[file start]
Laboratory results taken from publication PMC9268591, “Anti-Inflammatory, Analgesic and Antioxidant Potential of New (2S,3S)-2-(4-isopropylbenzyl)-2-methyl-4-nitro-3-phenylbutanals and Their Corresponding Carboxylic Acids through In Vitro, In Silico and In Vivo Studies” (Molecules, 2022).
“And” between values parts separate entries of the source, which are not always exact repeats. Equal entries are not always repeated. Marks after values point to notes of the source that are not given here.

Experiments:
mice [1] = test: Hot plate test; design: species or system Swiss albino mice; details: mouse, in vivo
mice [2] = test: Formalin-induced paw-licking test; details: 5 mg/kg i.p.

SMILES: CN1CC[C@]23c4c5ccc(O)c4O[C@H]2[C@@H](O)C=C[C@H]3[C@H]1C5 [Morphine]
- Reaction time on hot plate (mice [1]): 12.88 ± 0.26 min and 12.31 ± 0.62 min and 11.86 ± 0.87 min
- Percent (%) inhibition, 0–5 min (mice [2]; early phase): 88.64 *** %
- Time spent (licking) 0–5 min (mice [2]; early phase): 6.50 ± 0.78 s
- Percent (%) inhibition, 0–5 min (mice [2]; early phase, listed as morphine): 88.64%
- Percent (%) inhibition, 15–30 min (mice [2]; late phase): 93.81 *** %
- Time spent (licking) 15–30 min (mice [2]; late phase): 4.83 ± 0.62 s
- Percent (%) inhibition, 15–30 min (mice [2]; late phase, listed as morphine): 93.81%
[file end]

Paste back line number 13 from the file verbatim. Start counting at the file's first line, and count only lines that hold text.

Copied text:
- Percent (%) inhibition, 15–30 min (mice [2]; late phase, listed as morphine): 93.81%